In the Electric Mist – the Review

When a big Hollywood movie with big Hollywood stars goes straight to video, it usually is a sign that something has gone terribly wrong. That’s what I thought when I heard that the new Tommy Lee Jones film, In the Electric Mist , never made it to the theaters and went right into the video stores (and Netflix).

The movie is based on the great James Lee Burke detective thriller In the Electric Mist With the Confederate Dead, in which his Cajun detective, Dave Robicheaux, solves a couple of grisly murders and overcomes his own Vietnam-War induced flashbacks that feature dead Confederate soldiers arising from the Louisiana swamps to have conversations with him about life and death and war.

I just watched the video. The movie was–surprise to me!–terrific. Tommy Lee Jones was great as he usually is, as the haunted but honorable and morally upright Dave. The french director Bertrand Tavernier got southern Louisiana beautifully on film. The pictures were as evocative as Burke’s always great writing. The plot hummed along.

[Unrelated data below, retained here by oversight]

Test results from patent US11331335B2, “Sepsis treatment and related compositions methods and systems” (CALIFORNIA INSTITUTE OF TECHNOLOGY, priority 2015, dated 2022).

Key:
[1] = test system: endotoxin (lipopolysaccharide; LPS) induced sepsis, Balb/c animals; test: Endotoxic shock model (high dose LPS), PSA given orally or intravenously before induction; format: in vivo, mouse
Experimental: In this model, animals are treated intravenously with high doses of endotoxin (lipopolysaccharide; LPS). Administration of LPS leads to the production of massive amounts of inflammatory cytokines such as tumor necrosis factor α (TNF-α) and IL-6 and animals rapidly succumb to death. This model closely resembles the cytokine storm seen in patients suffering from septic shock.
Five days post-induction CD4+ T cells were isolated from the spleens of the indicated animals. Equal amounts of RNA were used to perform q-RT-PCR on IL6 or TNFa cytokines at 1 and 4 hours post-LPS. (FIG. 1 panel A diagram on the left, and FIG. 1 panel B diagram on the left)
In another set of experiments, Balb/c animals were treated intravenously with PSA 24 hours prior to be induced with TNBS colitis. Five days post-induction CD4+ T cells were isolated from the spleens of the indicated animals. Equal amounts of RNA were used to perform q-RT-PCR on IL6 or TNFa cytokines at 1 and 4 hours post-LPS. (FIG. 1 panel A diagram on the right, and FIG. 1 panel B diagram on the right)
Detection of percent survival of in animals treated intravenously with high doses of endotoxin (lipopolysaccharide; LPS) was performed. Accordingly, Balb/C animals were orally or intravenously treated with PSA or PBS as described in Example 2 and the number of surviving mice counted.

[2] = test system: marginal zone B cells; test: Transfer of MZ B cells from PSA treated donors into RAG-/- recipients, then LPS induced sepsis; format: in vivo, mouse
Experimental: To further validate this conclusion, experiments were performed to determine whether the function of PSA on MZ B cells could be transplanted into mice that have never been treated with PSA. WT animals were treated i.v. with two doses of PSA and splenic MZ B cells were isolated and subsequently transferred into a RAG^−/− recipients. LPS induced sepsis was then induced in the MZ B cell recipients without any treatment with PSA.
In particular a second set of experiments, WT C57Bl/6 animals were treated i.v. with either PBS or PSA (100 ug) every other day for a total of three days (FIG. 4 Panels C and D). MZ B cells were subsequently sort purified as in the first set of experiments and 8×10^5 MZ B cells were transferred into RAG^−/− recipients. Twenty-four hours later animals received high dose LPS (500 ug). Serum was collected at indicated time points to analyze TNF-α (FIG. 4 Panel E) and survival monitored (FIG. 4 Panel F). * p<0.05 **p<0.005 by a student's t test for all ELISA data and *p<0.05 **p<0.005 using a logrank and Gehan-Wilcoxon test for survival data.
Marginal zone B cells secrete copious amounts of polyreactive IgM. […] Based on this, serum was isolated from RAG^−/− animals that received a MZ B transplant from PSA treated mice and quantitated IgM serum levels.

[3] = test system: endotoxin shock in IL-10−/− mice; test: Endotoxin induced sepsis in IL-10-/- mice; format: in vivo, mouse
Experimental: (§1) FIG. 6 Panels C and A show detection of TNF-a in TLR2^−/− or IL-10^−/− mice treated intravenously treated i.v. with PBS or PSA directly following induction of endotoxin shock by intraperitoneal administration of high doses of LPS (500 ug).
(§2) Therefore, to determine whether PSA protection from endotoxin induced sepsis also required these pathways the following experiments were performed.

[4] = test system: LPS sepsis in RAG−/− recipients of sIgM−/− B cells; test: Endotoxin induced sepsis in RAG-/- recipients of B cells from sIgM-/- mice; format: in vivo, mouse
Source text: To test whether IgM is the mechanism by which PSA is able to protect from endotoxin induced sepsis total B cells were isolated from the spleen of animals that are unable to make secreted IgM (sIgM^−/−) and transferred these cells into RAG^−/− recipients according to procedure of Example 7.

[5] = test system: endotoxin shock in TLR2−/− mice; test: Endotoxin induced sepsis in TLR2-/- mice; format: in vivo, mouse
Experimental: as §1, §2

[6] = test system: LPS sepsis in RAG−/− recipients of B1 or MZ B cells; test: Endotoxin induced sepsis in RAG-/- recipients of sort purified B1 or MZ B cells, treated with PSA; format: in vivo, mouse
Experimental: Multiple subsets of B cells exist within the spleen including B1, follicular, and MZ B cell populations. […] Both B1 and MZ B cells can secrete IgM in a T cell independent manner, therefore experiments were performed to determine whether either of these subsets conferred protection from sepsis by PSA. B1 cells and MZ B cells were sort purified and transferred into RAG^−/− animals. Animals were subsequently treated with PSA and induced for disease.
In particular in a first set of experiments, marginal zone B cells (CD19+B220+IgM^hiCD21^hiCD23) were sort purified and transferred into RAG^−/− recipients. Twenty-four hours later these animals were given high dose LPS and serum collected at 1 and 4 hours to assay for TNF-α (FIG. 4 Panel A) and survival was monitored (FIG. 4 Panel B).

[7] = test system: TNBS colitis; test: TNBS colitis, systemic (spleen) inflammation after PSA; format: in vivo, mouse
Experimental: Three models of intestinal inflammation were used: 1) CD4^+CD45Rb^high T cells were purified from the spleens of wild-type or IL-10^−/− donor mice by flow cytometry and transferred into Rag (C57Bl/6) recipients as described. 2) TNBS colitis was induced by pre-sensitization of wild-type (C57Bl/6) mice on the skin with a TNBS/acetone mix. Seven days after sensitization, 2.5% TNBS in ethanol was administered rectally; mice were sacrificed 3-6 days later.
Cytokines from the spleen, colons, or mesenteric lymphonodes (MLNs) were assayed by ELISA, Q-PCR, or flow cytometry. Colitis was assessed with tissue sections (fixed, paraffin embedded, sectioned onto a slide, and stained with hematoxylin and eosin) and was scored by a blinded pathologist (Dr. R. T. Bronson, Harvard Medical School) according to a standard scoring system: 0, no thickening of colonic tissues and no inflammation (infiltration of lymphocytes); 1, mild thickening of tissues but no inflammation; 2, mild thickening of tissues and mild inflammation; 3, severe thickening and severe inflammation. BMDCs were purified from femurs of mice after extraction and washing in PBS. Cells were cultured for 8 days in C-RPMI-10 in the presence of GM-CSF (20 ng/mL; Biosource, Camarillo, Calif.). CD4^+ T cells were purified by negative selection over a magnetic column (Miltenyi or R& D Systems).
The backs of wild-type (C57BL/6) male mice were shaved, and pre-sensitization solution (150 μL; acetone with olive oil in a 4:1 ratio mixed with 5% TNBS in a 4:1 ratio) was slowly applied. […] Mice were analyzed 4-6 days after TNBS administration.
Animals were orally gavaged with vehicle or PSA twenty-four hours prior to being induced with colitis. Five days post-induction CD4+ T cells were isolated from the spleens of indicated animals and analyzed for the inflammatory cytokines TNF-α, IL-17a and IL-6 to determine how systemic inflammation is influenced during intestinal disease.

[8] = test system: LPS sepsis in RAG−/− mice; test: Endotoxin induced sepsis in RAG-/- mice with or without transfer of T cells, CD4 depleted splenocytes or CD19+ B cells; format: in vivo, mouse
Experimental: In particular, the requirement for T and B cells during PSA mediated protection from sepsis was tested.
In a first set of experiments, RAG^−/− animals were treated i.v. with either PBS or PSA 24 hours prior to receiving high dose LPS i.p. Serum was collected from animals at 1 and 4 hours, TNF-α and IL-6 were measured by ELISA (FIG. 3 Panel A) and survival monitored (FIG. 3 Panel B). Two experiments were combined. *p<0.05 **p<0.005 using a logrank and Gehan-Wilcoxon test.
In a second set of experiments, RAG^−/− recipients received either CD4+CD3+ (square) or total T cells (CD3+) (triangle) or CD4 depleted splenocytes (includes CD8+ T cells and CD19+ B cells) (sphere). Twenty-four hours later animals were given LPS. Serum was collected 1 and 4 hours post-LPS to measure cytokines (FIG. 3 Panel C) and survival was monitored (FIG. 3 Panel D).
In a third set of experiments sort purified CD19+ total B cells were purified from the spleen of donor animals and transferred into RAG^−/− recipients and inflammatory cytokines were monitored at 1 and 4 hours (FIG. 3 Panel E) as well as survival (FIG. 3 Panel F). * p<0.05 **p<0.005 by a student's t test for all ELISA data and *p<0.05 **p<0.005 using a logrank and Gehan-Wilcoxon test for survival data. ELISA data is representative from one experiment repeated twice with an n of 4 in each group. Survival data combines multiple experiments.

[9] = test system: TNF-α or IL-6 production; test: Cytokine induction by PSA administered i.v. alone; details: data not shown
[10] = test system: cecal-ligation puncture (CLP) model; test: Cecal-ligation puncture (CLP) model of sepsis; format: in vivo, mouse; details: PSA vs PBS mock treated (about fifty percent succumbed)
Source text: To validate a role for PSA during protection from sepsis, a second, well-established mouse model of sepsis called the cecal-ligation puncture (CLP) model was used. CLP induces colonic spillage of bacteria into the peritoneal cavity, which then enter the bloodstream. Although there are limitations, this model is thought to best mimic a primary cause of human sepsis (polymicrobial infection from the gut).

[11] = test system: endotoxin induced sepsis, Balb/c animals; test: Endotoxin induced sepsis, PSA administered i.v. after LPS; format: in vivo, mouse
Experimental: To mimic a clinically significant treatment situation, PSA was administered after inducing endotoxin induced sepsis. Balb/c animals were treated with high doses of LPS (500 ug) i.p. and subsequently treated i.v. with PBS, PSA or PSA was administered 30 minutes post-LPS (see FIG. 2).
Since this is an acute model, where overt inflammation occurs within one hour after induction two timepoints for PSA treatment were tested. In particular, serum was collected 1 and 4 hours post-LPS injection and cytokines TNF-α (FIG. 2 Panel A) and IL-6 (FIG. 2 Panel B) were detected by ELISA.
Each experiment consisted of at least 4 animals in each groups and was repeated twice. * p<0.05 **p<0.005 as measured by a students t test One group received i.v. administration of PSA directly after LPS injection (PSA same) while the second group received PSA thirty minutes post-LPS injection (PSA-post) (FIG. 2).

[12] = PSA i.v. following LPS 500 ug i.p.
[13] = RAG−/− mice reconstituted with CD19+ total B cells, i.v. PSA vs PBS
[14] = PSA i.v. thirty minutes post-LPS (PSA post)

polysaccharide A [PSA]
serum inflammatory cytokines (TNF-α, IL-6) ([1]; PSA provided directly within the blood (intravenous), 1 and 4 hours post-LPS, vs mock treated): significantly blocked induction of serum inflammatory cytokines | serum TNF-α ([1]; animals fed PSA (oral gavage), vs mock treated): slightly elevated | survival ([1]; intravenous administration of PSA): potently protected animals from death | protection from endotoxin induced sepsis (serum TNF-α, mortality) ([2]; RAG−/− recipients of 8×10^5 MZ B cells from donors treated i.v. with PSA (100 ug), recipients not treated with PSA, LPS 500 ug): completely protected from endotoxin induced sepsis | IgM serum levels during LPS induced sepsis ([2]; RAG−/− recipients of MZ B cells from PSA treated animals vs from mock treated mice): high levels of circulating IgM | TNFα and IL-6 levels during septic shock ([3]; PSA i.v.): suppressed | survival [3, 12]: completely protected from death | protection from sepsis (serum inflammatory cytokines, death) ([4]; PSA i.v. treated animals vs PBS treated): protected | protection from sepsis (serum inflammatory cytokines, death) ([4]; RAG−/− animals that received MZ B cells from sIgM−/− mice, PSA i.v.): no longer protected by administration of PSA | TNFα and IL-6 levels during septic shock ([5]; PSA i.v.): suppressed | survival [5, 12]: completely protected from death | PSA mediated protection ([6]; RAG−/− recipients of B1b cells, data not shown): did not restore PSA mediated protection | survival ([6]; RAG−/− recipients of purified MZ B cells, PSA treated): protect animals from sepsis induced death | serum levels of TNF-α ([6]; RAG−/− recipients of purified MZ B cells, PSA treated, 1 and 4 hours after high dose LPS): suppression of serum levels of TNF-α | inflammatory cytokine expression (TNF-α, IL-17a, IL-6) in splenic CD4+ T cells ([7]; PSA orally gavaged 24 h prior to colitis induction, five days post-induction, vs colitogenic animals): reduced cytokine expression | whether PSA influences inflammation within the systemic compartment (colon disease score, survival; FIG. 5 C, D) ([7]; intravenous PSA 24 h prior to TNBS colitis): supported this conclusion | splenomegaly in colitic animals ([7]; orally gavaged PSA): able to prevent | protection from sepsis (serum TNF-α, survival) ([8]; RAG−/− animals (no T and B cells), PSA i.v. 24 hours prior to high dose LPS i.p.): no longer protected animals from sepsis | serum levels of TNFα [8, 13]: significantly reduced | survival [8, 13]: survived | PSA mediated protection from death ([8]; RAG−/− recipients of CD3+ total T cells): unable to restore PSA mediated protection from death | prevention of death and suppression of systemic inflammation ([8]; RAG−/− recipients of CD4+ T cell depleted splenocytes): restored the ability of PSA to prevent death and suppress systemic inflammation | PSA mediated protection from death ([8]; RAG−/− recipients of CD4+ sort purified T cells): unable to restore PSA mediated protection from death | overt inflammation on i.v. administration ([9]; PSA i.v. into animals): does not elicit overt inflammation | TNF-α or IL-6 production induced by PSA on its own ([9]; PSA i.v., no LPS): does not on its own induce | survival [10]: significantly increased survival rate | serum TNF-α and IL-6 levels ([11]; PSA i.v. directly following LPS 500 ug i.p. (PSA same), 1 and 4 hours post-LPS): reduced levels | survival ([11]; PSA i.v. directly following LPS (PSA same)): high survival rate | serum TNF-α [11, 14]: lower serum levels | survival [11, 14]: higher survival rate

The other actors (including John Goodman doing a great bad guy, Julie “Baby Feet” Balboni; Mary Steenburgen as Dave’s paitent, put-upon wife Bootsie; Justina Machado–best known for her role as Rico’s wife on Six Feet Under –as FBI agent Rosie Gomez; and the always-reliable Ned Beatty as Twinky LeMoyne) were all but perfect.

The plot is essentially the same as the book’s, but moved up from the early ’90s to the present day, or at least post-Katrina. Dave gets sucked into a nerve-rattling investigation of a dead prostitute, which leads to re-opening the case of the murder of a prisoner that he happened to witness three decades earlier. Dave, as he is wont to do, takes the law into his own hands (above ) once or twice. He has flashbacks, including several talks with Confederate Army Gen. John Bell Hood, played eerily well by Levon Helm, best known as the drummer in The Band.

Dave’s Vietnam War service is an important part of the novel. It is not mentioned in the film, which is too bad. It could have further flushed out his character. The only hint is when Helm addresses Dave as “lieutenant” a couple of times.


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